The arrests are the latest in a series in connection with three linked police inquiries into alleged phone and e-mail hacking and illegal payments to police.
A 36-year-old man was arrested at his home address in Kent on suspicion of conspiracy to corrupt and suspicion of conspiracy to cause misconduct in a public office, police said, and is being questioned.
News International confirmed that he is a journalist for The Sun, a daily tabloid newspaper owned by News International, a British arm of the News Corp. empire.
A 42-year-old man and 38-year-old woman also were arrested at their home address in Lancashire in northern England.
The man, a former member of the armed forces, was arrested on suspicion of misconduct in a public office and the woman on suspicion of aiding and abetting misconduct in a public office, police said.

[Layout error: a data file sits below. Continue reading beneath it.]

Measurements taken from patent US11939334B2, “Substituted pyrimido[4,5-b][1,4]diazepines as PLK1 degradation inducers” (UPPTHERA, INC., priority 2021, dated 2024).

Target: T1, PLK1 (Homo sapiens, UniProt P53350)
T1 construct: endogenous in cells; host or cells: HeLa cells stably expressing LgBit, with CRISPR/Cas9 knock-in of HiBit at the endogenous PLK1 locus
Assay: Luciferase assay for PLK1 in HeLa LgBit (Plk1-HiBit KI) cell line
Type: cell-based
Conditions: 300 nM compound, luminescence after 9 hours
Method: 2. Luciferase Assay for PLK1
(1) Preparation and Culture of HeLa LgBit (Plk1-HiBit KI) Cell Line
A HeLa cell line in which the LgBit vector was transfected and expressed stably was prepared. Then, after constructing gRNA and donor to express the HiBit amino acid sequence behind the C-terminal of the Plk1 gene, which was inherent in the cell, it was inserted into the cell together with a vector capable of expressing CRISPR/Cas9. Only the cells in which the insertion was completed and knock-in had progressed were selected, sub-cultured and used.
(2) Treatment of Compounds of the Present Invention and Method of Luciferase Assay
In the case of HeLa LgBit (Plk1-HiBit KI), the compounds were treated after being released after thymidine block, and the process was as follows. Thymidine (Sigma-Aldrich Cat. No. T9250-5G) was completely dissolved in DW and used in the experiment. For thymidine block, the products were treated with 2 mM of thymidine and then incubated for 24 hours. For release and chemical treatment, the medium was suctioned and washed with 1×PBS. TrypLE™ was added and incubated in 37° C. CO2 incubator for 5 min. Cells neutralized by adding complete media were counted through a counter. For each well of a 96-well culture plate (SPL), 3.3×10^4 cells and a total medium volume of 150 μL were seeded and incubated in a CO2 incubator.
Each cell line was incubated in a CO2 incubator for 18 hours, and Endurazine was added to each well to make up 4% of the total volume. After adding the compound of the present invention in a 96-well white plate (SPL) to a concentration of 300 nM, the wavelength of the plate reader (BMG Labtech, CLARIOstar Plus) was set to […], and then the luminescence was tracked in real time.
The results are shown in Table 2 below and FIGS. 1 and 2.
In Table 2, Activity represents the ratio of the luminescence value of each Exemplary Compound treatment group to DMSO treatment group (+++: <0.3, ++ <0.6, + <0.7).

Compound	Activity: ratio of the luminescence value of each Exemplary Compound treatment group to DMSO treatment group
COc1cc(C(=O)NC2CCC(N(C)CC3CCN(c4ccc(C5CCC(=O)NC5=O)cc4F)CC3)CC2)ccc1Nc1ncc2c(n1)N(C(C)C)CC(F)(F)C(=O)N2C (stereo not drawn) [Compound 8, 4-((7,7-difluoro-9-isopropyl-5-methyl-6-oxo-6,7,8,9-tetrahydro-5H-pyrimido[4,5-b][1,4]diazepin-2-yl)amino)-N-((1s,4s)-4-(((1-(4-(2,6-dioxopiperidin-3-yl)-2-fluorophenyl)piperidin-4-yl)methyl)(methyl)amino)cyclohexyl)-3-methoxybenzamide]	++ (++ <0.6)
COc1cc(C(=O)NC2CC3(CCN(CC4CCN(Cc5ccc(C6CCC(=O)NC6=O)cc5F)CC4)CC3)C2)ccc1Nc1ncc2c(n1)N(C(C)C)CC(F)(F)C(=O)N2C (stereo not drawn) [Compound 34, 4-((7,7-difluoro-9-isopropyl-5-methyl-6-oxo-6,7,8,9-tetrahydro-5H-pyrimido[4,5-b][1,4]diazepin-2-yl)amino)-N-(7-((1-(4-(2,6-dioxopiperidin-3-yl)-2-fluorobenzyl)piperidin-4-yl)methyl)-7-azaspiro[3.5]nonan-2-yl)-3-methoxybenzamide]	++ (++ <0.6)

Both addresses are being searched.
London’s Metropolitan Police said the arrests were the result of information provided to the force by News Corp.’s Management Standards Committee, an internal panel set up by the media giant to probe suspected misconduct.
“It relates to suspected payments to a public official and is not about seeking journalists to reveal confidential sources in relation to information that has been obtained legitimately,” the police statement said of the information.
Thursday’s arrests come a day after the Crown Prosecution Service said London police had asked its prosecutors to file charges against at least eight people in connection with phone hacking by journalists.
The suspects include at least one journalist, a police officer and six other people, the Crown Prosecution Service said, declining to name them.
Dozens of people have been arrested in the phone hacking investigation, which has been running more than a year, but no one has been charged.
Rupert Murdoch’s News Corp. shut down its British Sunday tabloid, The News of the World, last summer after public outrage at the scale of illegal eavesdropping its journalists did in search of stories.
The defunct newspaper has been accused of hacking the voice mail of crime victims, politicians, celebrities and veterans.
Two parliamentary committees and an independent inquiry led by a judge are also probing the scandal.